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Future physician wants to return to hometown

By By Staff Reports, Hartselle Enquirer
A Falkville resident has earned a spot in a prestigious program designed to attract doctors to rural areas.
Ross Summerford, son of Robert and Dana Summerford of Falkville, earned his master’s degree in Rural Community Health from The University of Alabama in May and will enter medical school at the University of Alabama School of Medicine in Birmingham this summer. He is a member of the 2008-2009 class in the UA Rural Medical Scholars Program, which admits outstanding rural students who plan to become rural physicians.
Summerford looks forward to becoming a doctor in his hometown and caring for the people of Falkville and neighboring towns as well as the residents in his father’s nursing home. “I feel that I can have a greater impact by practicing medicine in a rural area,” he said. “Also, I love the sense of community and closeness that small towns provide.”
Selection for the RMSP — which accepts 10 college seniors or graduate students per year and provides training with rural preceptors, agromedicine experiences, and classes in rural community health — is based on a competitive application process open only to students from rural Alabama who wish to become rural physicians. Acceptance into RMSP includes early admission to the University of Alabama School of Medicine at UAB.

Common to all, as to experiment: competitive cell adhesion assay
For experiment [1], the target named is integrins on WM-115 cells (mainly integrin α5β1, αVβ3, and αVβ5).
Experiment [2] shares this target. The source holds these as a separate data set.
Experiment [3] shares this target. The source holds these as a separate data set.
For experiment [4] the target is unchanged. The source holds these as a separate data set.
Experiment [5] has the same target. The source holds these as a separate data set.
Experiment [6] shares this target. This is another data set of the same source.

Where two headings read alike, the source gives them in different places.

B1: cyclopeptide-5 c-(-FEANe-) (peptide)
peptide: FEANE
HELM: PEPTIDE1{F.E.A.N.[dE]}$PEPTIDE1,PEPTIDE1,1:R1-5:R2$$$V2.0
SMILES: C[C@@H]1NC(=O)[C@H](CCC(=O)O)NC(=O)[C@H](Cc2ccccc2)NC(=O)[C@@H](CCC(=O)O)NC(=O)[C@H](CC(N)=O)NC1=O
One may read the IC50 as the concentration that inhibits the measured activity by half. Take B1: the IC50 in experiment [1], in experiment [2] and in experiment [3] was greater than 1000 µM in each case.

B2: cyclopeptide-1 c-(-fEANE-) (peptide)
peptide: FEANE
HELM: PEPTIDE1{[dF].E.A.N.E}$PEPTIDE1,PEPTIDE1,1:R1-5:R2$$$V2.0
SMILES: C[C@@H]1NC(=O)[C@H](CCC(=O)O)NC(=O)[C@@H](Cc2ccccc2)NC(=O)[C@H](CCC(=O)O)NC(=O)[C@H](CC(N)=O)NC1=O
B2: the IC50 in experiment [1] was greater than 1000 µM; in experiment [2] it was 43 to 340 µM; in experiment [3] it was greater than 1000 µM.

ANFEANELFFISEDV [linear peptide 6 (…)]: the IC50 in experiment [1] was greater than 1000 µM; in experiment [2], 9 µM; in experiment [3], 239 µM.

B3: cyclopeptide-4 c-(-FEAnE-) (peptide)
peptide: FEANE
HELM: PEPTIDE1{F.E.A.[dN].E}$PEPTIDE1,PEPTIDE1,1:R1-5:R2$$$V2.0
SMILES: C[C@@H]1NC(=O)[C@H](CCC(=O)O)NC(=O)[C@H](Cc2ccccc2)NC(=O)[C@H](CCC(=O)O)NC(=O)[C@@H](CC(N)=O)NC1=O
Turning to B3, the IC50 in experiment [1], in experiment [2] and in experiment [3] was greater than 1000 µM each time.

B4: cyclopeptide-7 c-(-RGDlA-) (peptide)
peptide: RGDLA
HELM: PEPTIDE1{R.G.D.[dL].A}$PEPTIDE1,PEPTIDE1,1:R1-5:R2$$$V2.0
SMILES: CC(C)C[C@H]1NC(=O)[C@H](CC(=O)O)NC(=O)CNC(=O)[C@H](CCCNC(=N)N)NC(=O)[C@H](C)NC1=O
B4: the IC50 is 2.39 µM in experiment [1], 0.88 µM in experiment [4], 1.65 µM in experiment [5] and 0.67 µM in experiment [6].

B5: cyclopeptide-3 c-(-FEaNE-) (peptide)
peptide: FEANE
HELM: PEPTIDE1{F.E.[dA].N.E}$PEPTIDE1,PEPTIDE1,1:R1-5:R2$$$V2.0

Summerford, who finished third in his 2004 class at Falkville High School, graduated summa cum laude from The University of Alabama in May 2008, earning a bachelor’s degree in biology with a minor in business. At UA, he was a member of Phi Eta Sigma Honor Society, Golden Key International Honor Society, and the students’ booster club for the Crimson Tide basketball team. He played intramural football, basketball, and softball as well as church league softball and men’s league basketball. Summerford has been active in community and church activities as well. Since 2001, he has participated in “Hunters Helping the Hungry” in which venison donated by hunters to local food banks is used to feed needy people. He has also volunteered with Habitat for Humanity, the American Cancer Society “Relay for Life” (Tuscaloosa County), March of Dimes “WalkAmerica,” Community Soup Bowl, and several ministries of Calvary Baptist Church in Tuscaloosa.
Summerford grew up on a 2500-acre cattle farm with responsibility for feeding the cows, hauling hay, building fences, and, when he was older, vaccinating the cattle to prevent diseases. He also spent time in recreation activities with the residents of Summerford Nursing Home in Falkville, a health care facility owned and operated by his father and mother, who is a registered nurse. Ross and his twin brother operated a summer grass-mowing business, sometimes cutting yards for elderly residents for no charge. Ross has worked as a camp counselor, phlebotomist at the nursing home and at Tuscaloosa Internal Medicine, and as a farm worker. He says his childhood relationships with patients at the nursing home plus his varied work and volunteer experiences have allowed him to interact with people of all ages and different ethnic and economic backgrounds.